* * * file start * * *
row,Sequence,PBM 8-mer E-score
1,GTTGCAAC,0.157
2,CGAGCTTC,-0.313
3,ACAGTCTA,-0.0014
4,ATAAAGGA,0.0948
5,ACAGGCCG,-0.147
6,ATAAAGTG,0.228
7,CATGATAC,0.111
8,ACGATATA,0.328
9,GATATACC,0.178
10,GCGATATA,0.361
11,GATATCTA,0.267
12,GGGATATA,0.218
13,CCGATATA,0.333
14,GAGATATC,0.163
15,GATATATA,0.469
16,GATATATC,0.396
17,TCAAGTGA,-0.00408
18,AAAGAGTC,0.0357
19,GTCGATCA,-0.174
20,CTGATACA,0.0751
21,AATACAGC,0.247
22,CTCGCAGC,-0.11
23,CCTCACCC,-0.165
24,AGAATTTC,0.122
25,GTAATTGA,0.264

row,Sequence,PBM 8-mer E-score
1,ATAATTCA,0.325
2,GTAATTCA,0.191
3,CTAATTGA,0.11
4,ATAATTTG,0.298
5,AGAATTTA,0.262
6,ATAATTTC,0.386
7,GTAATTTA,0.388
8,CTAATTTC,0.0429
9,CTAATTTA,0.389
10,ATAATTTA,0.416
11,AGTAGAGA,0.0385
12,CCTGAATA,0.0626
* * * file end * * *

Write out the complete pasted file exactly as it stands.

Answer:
row,Sequence,PBM 8-mer E-score
1,GTTGCAAC,0.157
2,CGAGCTTC,-0.313
3,ACAGTCTA,-0.0014
4,ATAAAGGA,0.0948
5,ACAGGCCG,-0.147
6,ATAAAGTG,0.228
7,CATGATAC,0.111
8,ACGATATA,0.328
9,GATATACC,0.178
10,GCGATATA,0.361
11,GATATCTA,0.267
12,GGGATATA,0.218
13,CCGATATA,0.333
14,GAGATATC,0.163
15,GATATATA,0.469
16,GATATATC,0.396
17,TCAAGTGA,-0.00408
18,AAAGAGTC,0.0357
19,GTCGATCA,-0.174
20,CTGATACA,0.0751
21,AATACAGC,0.247
22,CTCGCAGC,-0.11
23,CCTCACCC,-0.165
24,AGAATTTC,0.122
25,GTAATTGA,0.264

row,Sequence,PBM 8-mer E-score
1,ATAATTCA,0.325
2,GTAATTCA,0.191
3,CTAATTGA,0.11
4,ATAATTTG,0.298
5,AGAATTTA,0.262
6,ATAATTTC,0.386
7,GTAATTTA,0.388
8,CTAATTTC,0.0429
9,CTAATTTA,0.389
10,ATAATTTA,0.416
11,AGTAGAGA,0.0385
12,CCTGAATA,0.0626